Tuesday, December 29, 2015

10 Minutes About The Books I ALMOST Read in 2015

I'm going to do a ranking of all the books I read or tried to in 2015, with a bit of discussion of them. The list is incomplete, because my audiobooks have a history that only goes back a month or two -- so I may not remember all those. Although, that probably means they weren't very good. While my memory isn't very great -- and seems to be getting worse almost minute-by-minute -- if a book is really good it probably sticks in my mind.

I'll begin with the first set of

The Ones I Didn't Bother Finishing: 

One of the things I realized as I made this list was how awesome most of the books on the list were.  The fact that some are near the bottom of the list doesn't mean they were bad, it just means that in comparison to the other books they didn't finish as high. "Someone's gotta be last, right?" -- every gym teacher I ever had, by way of... encouragement? Sure let's go with that.

The reason the books are almost uniformly good is that I mostly get my books from the library on my Kindle, so they're free -- and hence I can start reading almost anything, but because I didn't pay for it, I can stop if it's not interesting to me without feeling I wasted my money. Which means the books I did finish were a higher grade of book overall.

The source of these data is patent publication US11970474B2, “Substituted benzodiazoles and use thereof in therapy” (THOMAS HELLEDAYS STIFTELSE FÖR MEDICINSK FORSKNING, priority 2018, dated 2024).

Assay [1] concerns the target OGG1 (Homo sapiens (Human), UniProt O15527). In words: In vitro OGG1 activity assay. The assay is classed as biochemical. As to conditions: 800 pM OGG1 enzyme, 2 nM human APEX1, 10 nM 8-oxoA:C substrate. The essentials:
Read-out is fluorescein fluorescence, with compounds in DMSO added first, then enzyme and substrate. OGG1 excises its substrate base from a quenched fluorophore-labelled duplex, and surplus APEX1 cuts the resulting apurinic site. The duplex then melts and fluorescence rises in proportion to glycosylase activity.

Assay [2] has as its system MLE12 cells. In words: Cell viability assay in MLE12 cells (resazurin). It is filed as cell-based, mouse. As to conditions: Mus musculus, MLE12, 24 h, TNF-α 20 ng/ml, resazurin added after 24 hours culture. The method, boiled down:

Here are the bottom-ranked ones I stopped reading:

36. The Islanders, Christopher Priest. This guy wrote The Prestige, which I liked, and his books sound amazing. Then, the first one of them I got was this, and I started reading it Thanksgiving weekend. I was a chapter into it when I found out it's written like an almanac or something and that slowly the story is revealed. I was so disappointed I stopped reading, then I thought I should challenge myself but I stopped again, and then I deleted it. I later downloaded The Adjacent by him but couldn't bring myself to start it.